Ceviche is a type of meal that's made by marinating raw fish in which type of liquid?
And the answer: lime juice.
With roots in Peru and popular throughout Latin America, ceviche features raw fish cut into cubes, and cured in a liquid of lime juice, salt, chili pepper, onion, and cilantro. Lemon juice is also sometimes used.
Though it may sound simple, ceviche is a complex and culturally-informed dish that comes from the heart of Latin America. Prepared in a centuries-old method of cooking with the acid of limes or lemons, ceviche comes in as many variations as there are countries in South and Central America. Each region brings to it a new, delicious flavor – such as serving it with tortilla and onion in Mexico, or preparing it family-style in Ecuador with corn nuts on the side.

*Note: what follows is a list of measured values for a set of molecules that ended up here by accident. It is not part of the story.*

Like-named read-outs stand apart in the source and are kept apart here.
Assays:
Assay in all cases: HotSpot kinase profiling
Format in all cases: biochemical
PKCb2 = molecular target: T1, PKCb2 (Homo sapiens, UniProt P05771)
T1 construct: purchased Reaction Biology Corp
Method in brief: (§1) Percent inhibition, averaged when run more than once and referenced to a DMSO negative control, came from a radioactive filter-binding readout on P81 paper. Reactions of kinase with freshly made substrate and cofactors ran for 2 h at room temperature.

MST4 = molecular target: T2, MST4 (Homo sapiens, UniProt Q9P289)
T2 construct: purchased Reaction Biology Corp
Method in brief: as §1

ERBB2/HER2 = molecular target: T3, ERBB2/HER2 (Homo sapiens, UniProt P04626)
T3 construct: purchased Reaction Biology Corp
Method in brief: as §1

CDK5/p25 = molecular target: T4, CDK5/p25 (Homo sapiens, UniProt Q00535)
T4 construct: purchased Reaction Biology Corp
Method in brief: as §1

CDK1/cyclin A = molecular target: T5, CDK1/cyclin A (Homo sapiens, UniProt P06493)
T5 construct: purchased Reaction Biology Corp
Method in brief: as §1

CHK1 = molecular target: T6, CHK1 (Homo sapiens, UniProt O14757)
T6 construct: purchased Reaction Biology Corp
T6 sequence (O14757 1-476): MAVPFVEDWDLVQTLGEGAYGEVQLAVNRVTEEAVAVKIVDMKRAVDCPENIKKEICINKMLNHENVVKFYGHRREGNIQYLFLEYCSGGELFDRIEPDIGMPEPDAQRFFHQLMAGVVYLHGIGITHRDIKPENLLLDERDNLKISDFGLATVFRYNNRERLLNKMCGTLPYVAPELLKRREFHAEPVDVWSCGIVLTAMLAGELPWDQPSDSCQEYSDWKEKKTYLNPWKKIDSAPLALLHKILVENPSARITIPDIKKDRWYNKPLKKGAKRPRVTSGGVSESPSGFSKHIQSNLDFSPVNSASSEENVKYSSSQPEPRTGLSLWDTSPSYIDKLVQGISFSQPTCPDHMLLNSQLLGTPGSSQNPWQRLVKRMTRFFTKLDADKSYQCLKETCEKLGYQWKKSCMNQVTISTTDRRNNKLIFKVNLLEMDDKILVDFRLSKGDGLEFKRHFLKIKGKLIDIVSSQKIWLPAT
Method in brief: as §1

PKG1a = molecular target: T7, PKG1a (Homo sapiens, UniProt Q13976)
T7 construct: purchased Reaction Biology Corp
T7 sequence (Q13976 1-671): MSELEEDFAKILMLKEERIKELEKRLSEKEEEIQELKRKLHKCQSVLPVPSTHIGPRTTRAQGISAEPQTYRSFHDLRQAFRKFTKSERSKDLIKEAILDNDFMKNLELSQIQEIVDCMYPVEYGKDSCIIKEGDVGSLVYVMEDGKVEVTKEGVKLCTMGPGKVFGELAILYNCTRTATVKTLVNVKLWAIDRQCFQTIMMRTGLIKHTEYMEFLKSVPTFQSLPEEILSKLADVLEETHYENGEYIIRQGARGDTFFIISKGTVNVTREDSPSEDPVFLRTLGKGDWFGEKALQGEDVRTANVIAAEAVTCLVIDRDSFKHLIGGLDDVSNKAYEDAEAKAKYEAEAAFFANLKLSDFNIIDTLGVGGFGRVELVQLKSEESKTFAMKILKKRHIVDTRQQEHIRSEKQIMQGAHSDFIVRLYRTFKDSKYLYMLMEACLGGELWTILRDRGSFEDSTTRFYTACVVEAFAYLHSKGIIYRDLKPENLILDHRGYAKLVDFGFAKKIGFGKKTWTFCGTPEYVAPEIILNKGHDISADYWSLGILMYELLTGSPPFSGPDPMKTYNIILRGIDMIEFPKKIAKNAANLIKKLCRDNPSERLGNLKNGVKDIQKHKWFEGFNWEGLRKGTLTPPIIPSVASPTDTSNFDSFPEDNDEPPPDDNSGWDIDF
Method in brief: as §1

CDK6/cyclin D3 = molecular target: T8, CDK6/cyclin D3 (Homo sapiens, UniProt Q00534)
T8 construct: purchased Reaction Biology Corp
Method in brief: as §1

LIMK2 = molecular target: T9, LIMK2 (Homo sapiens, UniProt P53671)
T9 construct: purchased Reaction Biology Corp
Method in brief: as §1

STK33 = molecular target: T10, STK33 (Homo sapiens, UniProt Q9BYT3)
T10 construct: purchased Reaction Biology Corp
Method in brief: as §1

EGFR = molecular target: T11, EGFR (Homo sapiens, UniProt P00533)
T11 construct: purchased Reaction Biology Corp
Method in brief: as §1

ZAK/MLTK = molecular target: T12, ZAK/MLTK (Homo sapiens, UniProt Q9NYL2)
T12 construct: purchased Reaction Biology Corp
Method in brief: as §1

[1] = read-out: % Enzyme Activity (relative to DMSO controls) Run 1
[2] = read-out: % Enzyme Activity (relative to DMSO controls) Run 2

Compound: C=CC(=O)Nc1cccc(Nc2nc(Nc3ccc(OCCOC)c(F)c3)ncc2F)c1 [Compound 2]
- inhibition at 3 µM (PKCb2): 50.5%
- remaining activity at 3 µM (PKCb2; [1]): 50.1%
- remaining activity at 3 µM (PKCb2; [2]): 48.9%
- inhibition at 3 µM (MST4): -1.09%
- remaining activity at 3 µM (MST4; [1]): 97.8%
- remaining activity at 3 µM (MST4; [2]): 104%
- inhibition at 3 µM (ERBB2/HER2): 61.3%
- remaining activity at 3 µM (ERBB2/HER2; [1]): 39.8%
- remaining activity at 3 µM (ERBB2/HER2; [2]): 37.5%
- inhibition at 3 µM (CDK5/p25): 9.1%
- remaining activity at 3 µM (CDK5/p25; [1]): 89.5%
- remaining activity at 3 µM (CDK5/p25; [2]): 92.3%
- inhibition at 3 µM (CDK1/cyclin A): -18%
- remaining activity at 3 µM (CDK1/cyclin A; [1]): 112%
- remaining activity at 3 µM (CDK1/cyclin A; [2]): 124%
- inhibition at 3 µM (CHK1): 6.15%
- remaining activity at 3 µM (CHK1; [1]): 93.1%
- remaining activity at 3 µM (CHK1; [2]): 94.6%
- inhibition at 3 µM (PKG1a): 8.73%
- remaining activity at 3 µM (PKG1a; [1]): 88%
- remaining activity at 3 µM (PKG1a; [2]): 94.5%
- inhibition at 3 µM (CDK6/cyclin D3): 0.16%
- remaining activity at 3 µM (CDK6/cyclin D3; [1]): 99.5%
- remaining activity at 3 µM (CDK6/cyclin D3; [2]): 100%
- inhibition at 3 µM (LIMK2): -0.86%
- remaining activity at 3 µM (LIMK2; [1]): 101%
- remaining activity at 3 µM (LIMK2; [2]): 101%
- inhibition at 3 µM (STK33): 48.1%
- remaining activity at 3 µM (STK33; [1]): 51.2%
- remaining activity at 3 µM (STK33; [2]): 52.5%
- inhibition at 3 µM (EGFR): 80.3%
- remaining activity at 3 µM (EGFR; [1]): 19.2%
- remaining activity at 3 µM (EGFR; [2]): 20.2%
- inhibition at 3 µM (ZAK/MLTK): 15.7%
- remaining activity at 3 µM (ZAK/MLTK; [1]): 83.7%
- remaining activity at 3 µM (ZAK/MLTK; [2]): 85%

One of the most prevalent and ubiquitous ideas in the ceviche-game is the need for fresh fish. Whether the sea bass or sole of Peru, or flathead or pink snapper of Australia, the fresh fish is a necessary element if correct "curing" processes can occur in the acidic juice. Indeed, when the acid of the citrus comes in contact with the fish, similar to its cooking process the flesh becomes opaque and firm. While it may appear cooked, it's not! Raw, fresh fish makes the cold delicacy perfect for summer months. In fact, National Ceviche Day is celebrated yearly on June 28th (better start preparing now for 2022!).
Learn more about the history ceviche and how to make this delicious dish here.